(10:40 a.m. ET) Patrick Martin: I have heard on TV that El Baradei may be under house arrest but they don't seem to be firm. I stood a few feet away from him today at the noon prayers and he had a very small entourage. When I last saw him he was on the safe side of a battle at Giza square. The police had allowed him to cross the street before they moved the water cannons and tear gas in. That was about five hours ago.
The ruling party, the national democratic party, gave a press conference yesterday afternoon and it was the first communication that had come from the government since the crisis began on Tuesday.
They said they were prepared to talk to the youth, to the various groups of Egypt in order to facilitate some reform.
But they insisted that in a democracy, change wouldn't come from the use of force and they insisted that order be established before they begin any dialogue.
(10:44 a.m. ET) From reader TMTM: what is the main protesters demands? or it just a revolution against the status quo
(10:47 a.m. ET) Patrick Martin: The common demand from the very diverse protest movements has been for real democratic processes to be put in place. They use various terms: freedom, dignity, human rights, but it all amounts to having a true democratic process here. They feel that voting is rigged at the parliamentary and presidential levels.
The other thing that has become more common is that real change can only take place when Hosni Mubarak leaves. That wasn't their original goal, but it has come to be just as prominent as the call for democracy. Today the chanting was more against Mubarak than in favour of democracy. But what's very interesting is that a lot of the youthful leadership doesn't know what they want to have in place should they win and Mubarak leave office.
Their thinking has only taken them to the point where he would go and a vague democratic system would be put in place. They're full of enthusiasm, bravery and determination but they aren't very well-organized with a vision for the future.
(10:47 a.m. ET) Jennifer MacMillan: Patrick, is the Muslim Brotherhood playing a major role in this protest now?
(10:49 a.m. ET) Patrick Martin: When these protests began on Tuesday, the Muslim Brotherhood played no part whatsoever. This was a secular, youthful uprising that the govt wrongly attributed to the Muslim Brotherhood. In fact, the organizers didn't want the brotherhood to be involved. Yesterday I met with one of the leaders of the brotherhood and they made the decision that they would join the parade. Not at the front or at the back of the parade, but in the middle. He explained they didn't want to give the govt forces an excuse to use really harsh violence against the protesters, whcih they believe would have happened if it had been seen as a Muslim Brotherhood protest. However I saw very little evidence of brotherhood followers followers in the protest today.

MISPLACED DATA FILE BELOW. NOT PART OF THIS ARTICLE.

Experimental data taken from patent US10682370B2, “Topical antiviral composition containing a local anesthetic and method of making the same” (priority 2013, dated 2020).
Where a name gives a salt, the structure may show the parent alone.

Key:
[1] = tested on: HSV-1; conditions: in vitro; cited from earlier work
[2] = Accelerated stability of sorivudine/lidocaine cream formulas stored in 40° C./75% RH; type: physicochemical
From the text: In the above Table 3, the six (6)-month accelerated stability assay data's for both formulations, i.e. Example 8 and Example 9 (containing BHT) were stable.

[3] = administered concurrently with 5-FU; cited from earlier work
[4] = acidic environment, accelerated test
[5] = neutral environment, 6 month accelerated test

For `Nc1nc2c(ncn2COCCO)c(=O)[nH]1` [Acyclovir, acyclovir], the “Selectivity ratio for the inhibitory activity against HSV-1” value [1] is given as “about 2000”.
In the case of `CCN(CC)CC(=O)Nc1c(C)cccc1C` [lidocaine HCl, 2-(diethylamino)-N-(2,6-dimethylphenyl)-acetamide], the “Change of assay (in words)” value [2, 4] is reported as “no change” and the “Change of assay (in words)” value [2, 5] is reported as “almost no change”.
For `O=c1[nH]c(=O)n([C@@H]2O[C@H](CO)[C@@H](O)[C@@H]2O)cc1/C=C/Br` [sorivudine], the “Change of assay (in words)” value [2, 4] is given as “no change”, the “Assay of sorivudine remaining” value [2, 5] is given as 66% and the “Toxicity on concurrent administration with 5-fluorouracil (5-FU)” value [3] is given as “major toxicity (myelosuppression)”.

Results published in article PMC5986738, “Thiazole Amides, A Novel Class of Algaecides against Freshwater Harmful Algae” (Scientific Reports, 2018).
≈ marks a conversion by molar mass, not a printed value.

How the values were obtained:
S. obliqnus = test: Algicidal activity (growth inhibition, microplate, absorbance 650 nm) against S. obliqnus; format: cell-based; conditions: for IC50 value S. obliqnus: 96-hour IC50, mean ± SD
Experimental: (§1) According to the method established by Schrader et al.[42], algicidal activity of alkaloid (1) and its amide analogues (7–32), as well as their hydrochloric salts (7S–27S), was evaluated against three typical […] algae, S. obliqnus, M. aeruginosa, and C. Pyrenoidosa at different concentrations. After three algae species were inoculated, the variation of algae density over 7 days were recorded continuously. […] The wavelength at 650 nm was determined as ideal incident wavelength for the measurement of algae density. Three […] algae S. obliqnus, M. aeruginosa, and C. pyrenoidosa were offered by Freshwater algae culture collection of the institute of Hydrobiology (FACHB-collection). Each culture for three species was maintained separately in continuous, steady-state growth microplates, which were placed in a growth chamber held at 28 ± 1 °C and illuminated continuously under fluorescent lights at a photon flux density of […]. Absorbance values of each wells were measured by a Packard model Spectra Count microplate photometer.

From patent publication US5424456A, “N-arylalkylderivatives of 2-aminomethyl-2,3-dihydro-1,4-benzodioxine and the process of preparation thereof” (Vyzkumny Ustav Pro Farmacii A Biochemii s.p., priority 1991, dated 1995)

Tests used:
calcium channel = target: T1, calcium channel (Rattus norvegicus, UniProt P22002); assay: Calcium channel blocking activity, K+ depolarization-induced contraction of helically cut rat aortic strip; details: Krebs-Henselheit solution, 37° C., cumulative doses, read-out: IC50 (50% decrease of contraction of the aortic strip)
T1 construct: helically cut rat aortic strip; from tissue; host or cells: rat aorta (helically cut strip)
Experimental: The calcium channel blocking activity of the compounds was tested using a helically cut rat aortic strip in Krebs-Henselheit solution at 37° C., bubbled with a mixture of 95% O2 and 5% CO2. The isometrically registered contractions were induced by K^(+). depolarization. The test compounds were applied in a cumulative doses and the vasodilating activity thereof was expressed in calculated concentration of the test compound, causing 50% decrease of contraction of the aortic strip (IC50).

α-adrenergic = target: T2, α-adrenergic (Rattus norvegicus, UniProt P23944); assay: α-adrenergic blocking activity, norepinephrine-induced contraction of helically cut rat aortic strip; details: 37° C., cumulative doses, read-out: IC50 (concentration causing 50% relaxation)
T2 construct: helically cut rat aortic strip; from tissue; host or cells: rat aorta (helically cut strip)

(10:50 a.m. ET) Jennifer MacMillan: Patrick, Washington's response is key - what are people saying there about Obama's position on the protests?
(10:53 a.m. ET) Patrick Martin: President Obama's nuanced position hasn't registered with that many protesters. His call for reform and for non-violence would undoubtedly be supported here but the people generally believe that Mubarak remains in power because of Western support, especially American support.
While the forces today have apparently not used deadly force, they have resorted to violence in the face of peaceful protest. They fired water cannons and tear gas at crowds that were doing no more than chanting. The ball is now in President Obama's court as to how he should respond to that. And I'm sure the protesters will be eager to know the answer.
(10:54 a.m. ET) From reader Nikki: Is Cairo is safe for tourists? (My mother-in-law and Grandmother-in-law are flying in today for a few days and then off on a cruise on the Nile)
(10:57 a.m. ET) Patrick Martin: I think it's not a bad time to visit Egypt at all. Neither the security forces nor the protesters want to bring any harm to visitors to the country.
Hotels have made arrangements for security bringing people in and out of their facilities and the worst they're likely to encounter unless you go out of your way are detours if you're forced to go around certain parts of town.
These protests are not like the activity of the Gamaa Islamiyah of the early 1990s. That extremist Islamist movement specifically targeted foreigners. Many of the people that I met today in the protests are well-educated and work for multinational companies. They would welcome you here.
(10:58 a.m. ET) From reader Nikki: Thanks Patrick
(11:03 a.m. ET) Jennifer MacMillan: Thanks very much to Patrick for joining us today, despite the technical obstacles. That's all the time we have for at the moment, but we appreciate all of the questions. To read more of Patrick's reporting from Cairo in today's Globe and Mail, click here. We also have just posted an audio report from Patrick in Cairo. Updates will be posted at globeandmail.com throughout the day.